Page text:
David Blackburn

The pernicious myth of powerlessness

The pernicious myth of powerlessness
Text settings

‘Corruption,’ wrote Edward Gibbon in his peerless Decline and Fall of the Roman Empire, is ‘the most infallible symptom of constitutional liberty.’ I was reminded of this phrase when thinking about the Eurozone crisis. Commentators present a dichotomy between the discipline of northern Europe and the frivolity of southern Europe, which is characterised by bureaucratic, judicial and political corruption. Brussels has already imposed technocratic governments on Italy and Greece, and seeks to force Teutonic virtues on those economies. Constitutional liberty is to be limited in the hope of eradicating corruption (both in a literal and figurative sense) in southern Europe. Unsurprisingly, this new imperium is not universally popular: witness the extraordinary rise of Syriza, and the less spectacular but still notable performance of the neo-Nazi party Golden Dawn, in Greece.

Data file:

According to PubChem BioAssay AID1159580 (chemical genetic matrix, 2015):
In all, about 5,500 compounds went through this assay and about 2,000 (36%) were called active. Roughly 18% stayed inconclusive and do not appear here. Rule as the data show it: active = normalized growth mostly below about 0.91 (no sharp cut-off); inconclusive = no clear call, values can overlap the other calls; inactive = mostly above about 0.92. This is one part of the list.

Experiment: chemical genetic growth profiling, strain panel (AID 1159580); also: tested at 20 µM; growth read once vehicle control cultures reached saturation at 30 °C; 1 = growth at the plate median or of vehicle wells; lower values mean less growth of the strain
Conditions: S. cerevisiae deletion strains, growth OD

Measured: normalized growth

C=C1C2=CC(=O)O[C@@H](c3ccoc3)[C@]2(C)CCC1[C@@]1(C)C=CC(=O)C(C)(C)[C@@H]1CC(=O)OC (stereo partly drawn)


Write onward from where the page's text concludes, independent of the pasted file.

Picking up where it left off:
While Europe tries to homogenise, its enemies make mischief. Bronwen Maddox reports (£) in today’s Times that Iranian emissaries have travelled to Athens offering cheap (and currently sanctioned) oil — a commodity that Greece will need if it is to reverse decline. Maddox adds that Vladimir Putin, that antediluvian Cold War warrior, is playing old games by trying to divide east and west with the promise of easy access to Russia’s vast energy resources. Who needs nuclear bombs to frighten and divide European countries when you have oil? Our dependence on fossil fuels is undiminished; and, without access to internal supplies and without sufficient modern plants in which to refine them, Europe relies heavily on imports of crude and gasoline. (The European Commission has further details.)



Rachel Sylvester